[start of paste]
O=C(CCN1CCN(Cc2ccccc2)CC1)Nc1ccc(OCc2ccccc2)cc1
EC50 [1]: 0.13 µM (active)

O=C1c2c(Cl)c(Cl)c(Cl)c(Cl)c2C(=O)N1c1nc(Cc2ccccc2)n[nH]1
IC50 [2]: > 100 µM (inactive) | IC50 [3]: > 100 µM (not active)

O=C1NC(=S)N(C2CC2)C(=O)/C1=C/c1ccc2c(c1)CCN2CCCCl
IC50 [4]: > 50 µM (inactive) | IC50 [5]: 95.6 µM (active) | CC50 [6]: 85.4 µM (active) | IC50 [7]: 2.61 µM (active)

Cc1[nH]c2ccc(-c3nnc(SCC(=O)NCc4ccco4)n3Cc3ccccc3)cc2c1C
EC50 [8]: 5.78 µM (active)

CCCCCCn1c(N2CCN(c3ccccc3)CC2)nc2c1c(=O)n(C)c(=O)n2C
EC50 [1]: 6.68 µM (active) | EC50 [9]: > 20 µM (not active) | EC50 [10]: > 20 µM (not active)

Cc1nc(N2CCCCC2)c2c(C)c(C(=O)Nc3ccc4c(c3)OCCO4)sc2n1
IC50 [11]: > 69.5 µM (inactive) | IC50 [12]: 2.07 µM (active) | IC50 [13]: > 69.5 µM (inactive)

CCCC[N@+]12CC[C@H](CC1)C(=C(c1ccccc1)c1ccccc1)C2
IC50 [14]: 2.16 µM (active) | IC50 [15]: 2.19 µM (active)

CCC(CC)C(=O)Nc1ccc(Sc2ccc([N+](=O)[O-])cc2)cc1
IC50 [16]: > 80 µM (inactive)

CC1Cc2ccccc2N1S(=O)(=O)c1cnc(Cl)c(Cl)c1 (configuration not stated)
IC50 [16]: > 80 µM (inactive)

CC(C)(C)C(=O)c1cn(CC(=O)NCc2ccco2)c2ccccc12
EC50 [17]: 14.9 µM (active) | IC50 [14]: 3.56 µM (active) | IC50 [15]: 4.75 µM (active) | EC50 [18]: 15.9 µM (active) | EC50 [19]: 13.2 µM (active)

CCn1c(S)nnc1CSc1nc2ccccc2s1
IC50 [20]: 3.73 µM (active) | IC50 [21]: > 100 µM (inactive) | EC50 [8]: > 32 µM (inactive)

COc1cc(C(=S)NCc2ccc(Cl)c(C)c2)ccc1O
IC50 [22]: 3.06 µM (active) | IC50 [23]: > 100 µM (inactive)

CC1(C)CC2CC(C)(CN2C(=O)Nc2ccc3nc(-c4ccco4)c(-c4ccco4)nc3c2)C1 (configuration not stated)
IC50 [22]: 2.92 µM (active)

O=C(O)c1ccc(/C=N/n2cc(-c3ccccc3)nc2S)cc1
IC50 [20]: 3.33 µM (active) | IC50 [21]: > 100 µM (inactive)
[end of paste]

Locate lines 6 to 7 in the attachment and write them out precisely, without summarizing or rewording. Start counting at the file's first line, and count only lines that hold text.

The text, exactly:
IC50 [4]: > 50 µM (inactive) | IC50 [5]: 95.6 µM (active) | CC50 [6]: 85.4 µM (active) | IC50 [7]: 2.61 µM (active)

Cc1[nH]c2ccc(-c3nnc(SCC(=O)NCc4ccco4)n3Cc3ccccc3)cc2c1C